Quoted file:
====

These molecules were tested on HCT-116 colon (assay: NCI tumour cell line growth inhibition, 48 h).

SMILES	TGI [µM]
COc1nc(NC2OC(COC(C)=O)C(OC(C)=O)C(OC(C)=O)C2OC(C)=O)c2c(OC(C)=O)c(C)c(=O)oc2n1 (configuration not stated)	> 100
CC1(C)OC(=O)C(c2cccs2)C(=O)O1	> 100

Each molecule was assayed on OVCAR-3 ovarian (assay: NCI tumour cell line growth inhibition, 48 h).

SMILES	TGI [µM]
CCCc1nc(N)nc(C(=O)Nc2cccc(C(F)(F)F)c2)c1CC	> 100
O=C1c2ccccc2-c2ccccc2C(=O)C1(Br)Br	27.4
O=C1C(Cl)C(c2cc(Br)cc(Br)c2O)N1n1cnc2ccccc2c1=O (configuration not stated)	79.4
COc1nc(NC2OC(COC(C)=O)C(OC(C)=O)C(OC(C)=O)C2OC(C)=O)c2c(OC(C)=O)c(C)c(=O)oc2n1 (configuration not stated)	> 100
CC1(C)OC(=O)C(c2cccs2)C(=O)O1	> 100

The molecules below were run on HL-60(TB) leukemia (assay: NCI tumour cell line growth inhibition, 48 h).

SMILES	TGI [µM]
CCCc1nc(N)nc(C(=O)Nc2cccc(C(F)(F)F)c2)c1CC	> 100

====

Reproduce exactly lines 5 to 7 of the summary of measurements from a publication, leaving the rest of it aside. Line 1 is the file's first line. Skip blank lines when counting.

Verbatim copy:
Each molecule was assayed on OVCAR-3 ovarian (assay: NCI tumour cell line growth inhibition, 48 h).

SMILES	TGI [µM]
CCCc1nc(N)nc(C(=O)Nc2cccc(C(F)(F)F)c2)c1CC	> 100